The solution: We quickly delegated tasks among ourselves. One person cleaned up the remaining water and called our owner, another collected as many cash payments as possible (asking those without cash to run to an ATM, if they were willing), and another made and ran drinks in double time. While some guests left disgruntled, we comped drinks for those who had waited significantly longer and apologized for the inconvenience. It was a rough night then, but we laugh about it now.

The Drunk Accountant Buyout

“A group of accountants came in for a buyout. We didn’t realize that while we were serving the group cocktails, everyone who came in also brought their own booze or brought the host bottles of booze as gifts, and they were all drinking these, as well,” says Dave Kaplan of Death & Co in NYC. “Everyone was drinking like they’d never seen alcohol before. In just a couple of hours, more than 20 people in this group were vomiting in the bar at the same time. People were literally looking for Ziploc bags to vomit into. At one point, someone grabbed [then head bartender] Thomas Waugh’s shaker tin from behind the bar and puked into it. There was vomit everywhere.”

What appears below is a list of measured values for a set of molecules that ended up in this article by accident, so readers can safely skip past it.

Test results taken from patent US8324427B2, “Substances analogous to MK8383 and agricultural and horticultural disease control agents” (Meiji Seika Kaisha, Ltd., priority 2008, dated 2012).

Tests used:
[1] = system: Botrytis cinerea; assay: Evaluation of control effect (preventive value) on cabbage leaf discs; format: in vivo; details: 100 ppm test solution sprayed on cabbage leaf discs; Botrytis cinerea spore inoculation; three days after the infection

The solution: “We cut them off, chatted with the host of the group and promptly gave everyone water,” says Kaplan. “The party was over by 11:30 p.m., and we ensured the group all got into cars and made their way home safely. The host of the group emailed the next day saying he and his friends had a lovely time and said, ‘Sorry I yakked on the floor; I was just so excited to drink.’ We’ve cleaned up puke before, and since he was lovely and apologetic, we didn’t ask him to pay to have the bar cleaned.”

The Falling Crane